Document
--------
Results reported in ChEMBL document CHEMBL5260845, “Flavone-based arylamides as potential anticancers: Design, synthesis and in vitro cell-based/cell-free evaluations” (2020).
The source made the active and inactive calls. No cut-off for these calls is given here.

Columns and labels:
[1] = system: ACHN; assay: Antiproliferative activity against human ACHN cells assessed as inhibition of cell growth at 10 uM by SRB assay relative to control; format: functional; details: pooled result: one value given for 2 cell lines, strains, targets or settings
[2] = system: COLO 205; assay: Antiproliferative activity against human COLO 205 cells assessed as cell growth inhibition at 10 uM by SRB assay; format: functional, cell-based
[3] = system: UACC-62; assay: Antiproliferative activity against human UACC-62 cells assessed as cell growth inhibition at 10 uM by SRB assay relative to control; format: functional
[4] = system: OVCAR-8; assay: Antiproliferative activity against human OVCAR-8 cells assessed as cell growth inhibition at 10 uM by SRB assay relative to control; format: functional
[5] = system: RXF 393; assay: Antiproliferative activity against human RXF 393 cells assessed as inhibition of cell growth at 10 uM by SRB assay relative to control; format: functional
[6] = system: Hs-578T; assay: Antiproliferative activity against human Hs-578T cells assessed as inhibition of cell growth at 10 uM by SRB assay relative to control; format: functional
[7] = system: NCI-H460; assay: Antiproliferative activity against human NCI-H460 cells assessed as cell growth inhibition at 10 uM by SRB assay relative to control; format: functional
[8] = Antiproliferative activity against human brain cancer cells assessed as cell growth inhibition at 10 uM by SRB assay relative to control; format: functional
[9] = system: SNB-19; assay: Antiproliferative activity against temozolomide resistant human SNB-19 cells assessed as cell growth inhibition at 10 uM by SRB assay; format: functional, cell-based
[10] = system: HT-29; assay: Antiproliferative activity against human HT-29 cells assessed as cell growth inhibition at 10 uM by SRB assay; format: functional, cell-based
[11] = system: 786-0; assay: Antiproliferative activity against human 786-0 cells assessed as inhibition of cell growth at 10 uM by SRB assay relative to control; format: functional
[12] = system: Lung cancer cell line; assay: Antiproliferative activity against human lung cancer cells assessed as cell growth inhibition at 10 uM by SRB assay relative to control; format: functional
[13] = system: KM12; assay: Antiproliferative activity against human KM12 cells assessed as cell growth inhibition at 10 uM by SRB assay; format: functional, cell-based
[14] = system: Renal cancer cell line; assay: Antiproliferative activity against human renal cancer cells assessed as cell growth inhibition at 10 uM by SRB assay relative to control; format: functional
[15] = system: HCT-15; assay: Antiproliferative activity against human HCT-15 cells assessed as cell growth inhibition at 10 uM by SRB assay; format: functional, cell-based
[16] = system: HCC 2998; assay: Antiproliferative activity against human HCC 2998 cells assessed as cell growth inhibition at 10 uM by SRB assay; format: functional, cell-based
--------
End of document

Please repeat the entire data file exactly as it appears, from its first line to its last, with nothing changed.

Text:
Results reported in ChEMBL document CHEMBL5260845, “Flavone-based arylamides as potential anticancers: Design, synthesis and in vitro cell-based/cell-free evaluations” (2020).
The source made the active and inactive calls. No cut-off for these calls is given here.

Columns and labels:
[1] = system: ACHN; assay: Antiproliferative activity against human ACHN cells assessed as inhibition of cell growth at 10 uM by SRB assay relative to control; format: functional; details: pooled result: one value given for 2 cell lines, strains, targets or settings
[2] = system: COLO 205; assay: Antiproliferative activity against human COLO 205 cells assessed as cell growth inhibition at 10 uM by SRB assay; format: functional, cell-based
[3] = system: UACC-62; assay: Antiproliferative activity against human UACC-62 cells assessed as cell growth inhibition at 10 uM by SRB assay relative to control; format: functional
[4] = system: OVCAR-8; assay: Antiproliferative activity against human OVCAR-8 cells assessed as cell growth inhibition at 10 uM by SRB assay relative to control; format: functional
[5] = system: RXF 393; assay: Antiproliferative activity against human RXF 393 cells assessed as inhibition of cell growth at 10 uM by SRB assay relative to control; format: functional
[6] = system: Hs-578T; assay: Antiproliferative activity against human Hs-578T cells assessed as inhibition of cell growth at 10 uM by SRB assay relative to control; format: functional
[7] = system: NCI-H460; assay: Antiproliferative activity against human NCI-H460 cells assessed as cell growth inhibition at 10 uM by SRB assay relative to control; format: functional
[8] = Antiproliferative activity against human brain cancer cells assessed as cell growth inhibition at 10 uM by SRB assay relative to control; format: functional
[9] = system: SNB-19; assay: Antiproliferative activity against temozolomide resistant human SNB-19 cells assessed as cell growth inhibition at 10 uM by SRB assay; format: functional, cell-based
[10] = system: HT-29; assay: Antiproliferative activity against human HT-29 cells assessed as cell growth inhibition at 10 uM by SRB assay; format: functional, cell-based
[11] = system: 786-0; assay: Antiproliferative activity against human 786-0 cells assessed as inhibition of cell growth at 10 uM by SRB assay relative to control; format: functional
[12] = system: Lung cancer cell line; assay: Antiproliferative activity against human lung cancer cells assessed as cell growth inhibition at 10 uM by SRB assay relative to control; format: functional
[13] = system: KM12; assay: Antiproliferative activity against human KM12 cells assessed as cell growth inhibition at 10 uM by SRB assay; format: functional, cell-based
[14] = system: Renal cancer cell line; assay: Antiproliferative activity against human renal cancer cells assessed as cell growth inhibition at 10 uM by SRB assay relative to control; format: functional
[15] = system: HCT-15; assay: Antiproliferative activity against human HCT-15 cells assessed as cell growth inhibition at 10 uM by SRB assay; format: functional, cell-based
[16] = system: HCC 2998; assay: Antiproliferative activity against human HCC 2998 cells assessed as cell growth inhibition at 10 uM by SRB assay; format: functional, cell-based